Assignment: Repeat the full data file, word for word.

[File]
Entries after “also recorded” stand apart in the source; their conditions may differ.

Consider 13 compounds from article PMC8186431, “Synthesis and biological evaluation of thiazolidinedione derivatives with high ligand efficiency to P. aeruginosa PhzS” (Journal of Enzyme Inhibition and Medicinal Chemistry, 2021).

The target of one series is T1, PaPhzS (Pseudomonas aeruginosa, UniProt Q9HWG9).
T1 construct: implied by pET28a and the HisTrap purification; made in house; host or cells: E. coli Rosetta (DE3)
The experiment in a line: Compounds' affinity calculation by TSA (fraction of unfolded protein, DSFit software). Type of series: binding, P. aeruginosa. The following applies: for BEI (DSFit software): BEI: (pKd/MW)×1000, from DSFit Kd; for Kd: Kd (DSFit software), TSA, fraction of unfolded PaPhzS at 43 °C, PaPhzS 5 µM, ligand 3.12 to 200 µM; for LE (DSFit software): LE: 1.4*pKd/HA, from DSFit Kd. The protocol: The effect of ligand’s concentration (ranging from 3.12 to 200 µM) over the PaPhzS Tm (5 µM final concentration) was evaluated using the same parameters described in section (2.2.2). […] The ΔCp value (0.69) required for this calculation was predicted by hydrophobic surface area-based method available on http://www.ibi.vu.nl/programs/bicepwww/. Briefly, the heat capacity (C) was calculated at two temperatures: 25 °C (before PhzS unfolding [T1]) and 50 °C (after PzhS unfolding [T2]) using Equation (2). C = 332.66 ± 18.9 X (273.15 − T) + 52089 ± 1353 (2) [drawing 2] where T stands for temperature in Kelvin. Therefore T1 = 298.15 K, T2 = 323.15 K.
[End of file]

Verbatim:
Entries after “also recorded” stand apart in the source; their conditions may differ.

Consider 13 compounds from article PMC8186431, “Synthesis and biological evaluation of thiazolidinedione derivatives with high ligand efficiency to P. aeruginosa PhzS” (Journal of Enzyme Inhibition and Medicinal Chemistry, 2021).

The target of one series is T1, PaPhzS (Pseudomonas aeruginosa, UniProt Q9HWG9).
T1 construct: implied by pET28a and the HisTrap purification; made in house; host or cells: E. coli Rosetta (DE3)
The experiment in a line: Compounds' affinity calculation by TSA (fraction of unfolded protein, DSFit software). Type of series: binding, P. aeruginosa. The following applies: for BEI (DSFit software): BEI: (pKd/MW)×1000, from DSFit Kd; for Kd: Kd (DSFit software), TSA, fraction of unfolded PaPhzS at 43 °C, PaPhzS 5 µM, ligand 3.12 to 200 µM; for LE (DSFit software): LE: 1.4*pKd/HA, from DSFit Kd. The protocol: The effect of ligand’s concentration (ranging from 3.12 to 200 µM) over the PaPhzS Tm (5 µM final concentration) was evaluated using the same parameters described in section (2.2.2). […] The ΔCp value (0.69) required for this calculation was predicted by hydrophobic surface area-based method available on http://www.ibi.vu.nl/programs/bicepwww/. Briefly, the heat capacity (C) was calculated at two temperatures: 25 °C (before PhzS unfolding [T1]) and 50 °C (after PzhS unfolding [T2]) using Equation (2). C = 332.66 ± 18.9 X (273.15 − T) + 52089 ± 1353 (2) [drawing 2] where T stands for temperature in Kelvin. Therefore T1 = 298.15 K, T2 = 323.15 K.